Tanzania’s cybercrime law anathema to democracy and free speech

Tanzania’s cybercrime law anathema to democracy and free speech

Tanzanian journalist Mary Victor, with the Raia Mwema newspaper was charged for sedition after she allegedly shared a video clip of patients allegedly fleeing a COVID-19 centre in that country.

She shared the video clip with her colleagues on 19 May 2020 and was immediately arrested. The police accuse Victor of contravening sections of the Cybercrime Act of 2015, which prohibits people from sharing unverified information.

Victor was released on bail on 1 June 2020, 12 days after she was arrested, under very stringent conditions, including that she reports to the police daily until the conclusion of her case.

While the case goes through the justice system, MISA Zimbabwe is of the opinion that such a law has no place in a democratic society and contravenes freedom of expression. MISA Zimbabwe is concerned that the Cybercrime law is being used to stifle freedom of expression and of the media.

With the internet becoming more ubiquitous across the region, Southern African countries are increasingly resorting to cybercrime laws, which unfortunately have a chilling effect on the practice of journalism and the exercise of freedom of speech.

Read: COVID-19, fake laws used to stifle free speech

Just recently, Tanzanian authorities warned citizens against publishing, forwarding or creating fake news and misinformation about the novel coronavirus in the country. Furthermore, the Tanzania Communications Regulatory Authority (TCRA) was ordered to make follow-ups on those who fabricate news through social media.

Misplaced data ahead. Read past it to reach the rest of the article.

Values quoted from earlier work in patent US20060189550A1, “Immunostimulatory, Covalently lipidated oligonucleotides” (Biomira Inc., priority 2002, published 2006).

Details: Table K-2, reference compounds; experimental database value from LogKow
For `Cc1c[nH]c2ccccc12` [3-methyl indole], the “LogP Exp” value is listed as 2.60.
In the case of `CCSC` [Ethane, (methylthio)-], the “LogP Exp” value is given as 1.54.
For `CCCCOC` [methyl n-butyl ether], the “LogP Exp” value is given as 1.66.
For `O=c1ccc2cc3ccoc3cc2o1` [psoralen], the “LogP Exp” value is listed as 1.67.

MISA Zimbabwe has already expressed its concerns that Tanzania could be using such regulations to curtail any criticism of the present government.

MISA Zimbabwe position

We urge the Tanzanian government to repeal this archaic law which unjustifiably limits the exercise of freedom of expression. We note that press freedom has been on the wane in Tanzania over the past few years and we urge the government to stop that decline.

There is need for Tanzania to ensure its media freedom and freedom of expression laws, and the right to access to information, are aligned to African Union (AU) protocols and instruments such as the African Charter on Human and People’s Rights (ACHPR), the Declaration of Principles on Freedom of Expression and Access to Information in Africa and the African Declaration on Internet Rights and Freedoms.

We also urge Tanzania to be cognisant of digital rights and ensure that these are enshrined in the country’s legislation and in line with the African Declaration on Internet Rights and Freedoms.

End

MISA Zimbabwe Regional Solidarity Statement

About MISA Zimbabwe

The Media Institute of Southern Africa (MISA) Zimbabwe was founded in 1996. Its work focuses on promoting, and advocating for, the unhindered enjoyment of freedom of expression, access to information and a free, independent, diverse and pluralistic media.